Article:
If you’re a young woman who is on her way to university for study abroad programs, congratulations. Gaining the credits you need to enroll in a uni course and experience a new environment is a crucial part of life. Think of uni as a stepping stone – some of the things you learn during your time on and off campus will stay with you forever. Whether you’ve enrolled via an online colleges for military, or you’re moving across state for university to enroll in medical assistant programs, these tips will help you.
Still, the transition isn’t always seamless. Nearly 10% of students drop out in the UK, and it’s because they can’t handle the changes. There are key differences you should know beforehand as they’ll help you to adapt more effectively.
Continue reading to learn more.
Living Away From Home
Up to 90% to 95% of students move away from home to experience everything their university has to offer. As much as it is exciting, it’s also scary as you won’t have your support network (your family and friends) by your side. Therefore, it’s vital to pick an environment in which you are comfortable. Student accommodation at the University of Coventry is a prime example since it’s home to over 1,000 students, meaning you should have plenty of chances to socialise, and it has excellent facilities. Your uni accommodation should hit the same standards and instantly make you feel at home.
If you’re looking for the best student accommodations, be sure to check out sodexo.com.
Lots of young adults haven’t dealt with the freedom of being in charge of their futures before. This is especially true if you went to a sixth-form college as they are operated like schools. As a result, prioritising workloads and summoning the motivation to go to lectures are foreign concepts. It’s not as if you’ll get told off for skiving! And, while you should sample the student lifestyle, you must work out when it’s time to study and buckle down, and when you can party and have fun.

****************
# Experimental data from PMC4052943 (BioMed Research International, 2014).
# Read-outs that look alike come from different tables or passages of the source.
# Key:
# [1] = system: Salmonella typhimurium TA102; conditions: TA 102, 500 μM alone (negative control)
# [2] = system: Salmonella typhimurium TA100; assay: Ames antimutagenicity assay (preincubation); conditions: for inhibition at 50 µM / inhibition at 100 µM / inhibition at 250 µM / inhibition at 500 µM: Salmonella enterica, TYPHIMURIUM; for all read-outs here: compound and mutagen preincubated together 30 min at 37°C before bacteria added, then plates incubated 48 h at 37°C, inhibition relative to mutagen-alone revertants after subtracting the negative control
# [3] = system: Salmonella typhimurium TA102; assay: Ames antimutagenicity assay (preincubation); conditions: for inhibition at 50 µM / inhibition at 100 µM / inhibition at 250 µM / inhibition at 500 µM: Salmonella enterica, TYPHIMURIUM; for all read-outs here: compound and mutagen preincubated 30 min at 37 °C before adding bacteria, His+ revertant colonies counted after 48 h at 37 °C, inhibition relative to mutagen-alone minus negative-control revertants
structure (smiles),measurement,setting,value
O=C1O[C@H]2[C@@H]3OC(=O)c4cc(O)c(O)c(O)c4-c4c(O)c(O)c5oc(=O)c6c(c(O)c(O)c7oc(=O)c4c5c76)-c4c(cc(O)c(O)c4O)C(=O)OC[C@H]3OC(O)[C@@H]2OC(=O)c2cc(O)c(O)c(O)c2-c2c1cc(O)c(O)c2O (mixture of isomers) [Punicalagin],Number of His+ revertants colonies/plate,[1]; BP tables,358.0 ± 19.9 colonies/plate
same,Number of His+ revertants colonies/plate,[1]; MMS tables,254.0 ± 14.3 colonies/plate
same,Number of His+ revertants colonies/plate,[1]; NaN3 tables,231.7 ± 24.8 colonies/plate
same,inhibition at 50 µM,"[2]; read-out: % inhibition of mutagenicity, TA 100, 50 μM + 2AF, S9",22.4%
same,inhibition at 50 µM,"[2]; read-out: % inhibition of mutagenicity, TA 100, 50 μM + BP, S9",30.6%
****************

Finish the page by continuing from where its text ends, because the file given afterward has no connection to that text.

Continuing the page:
There are so many opportunities that you’ll want to say yes to everything. That’s why you’re at university. Right? Of course, uni life is a balance, and to strike the perfect tempo, you have to learn to say no when you’re busy or have important deadlines. Going out and drinking won’t get old, which is why it is a massive distraction. Plus, the fear of missing out is real #fomo. However, you need to think about the bigger picture. A single night of staying in while everybody else goes out is tough, yet it’s not a big deal. There are plenty of other opportunities to say yes at an a-level tuition centre.
Too much information is a feature of university life that doesn’t exist at college or sixth-form. At the latter, you spend two years analysing a specific set of events, whereas you cover a broad range of topics in two weeks at uni. The pace can be hard to keep up with, and so can be the need to focus on what is essential, important, and insignificant. Due to the extra freedom, your lecturers won’t spoon feed you, so it’s up to you make executive decisions.
On the flip side, one thing that never changes is – if you need help, it’s always available.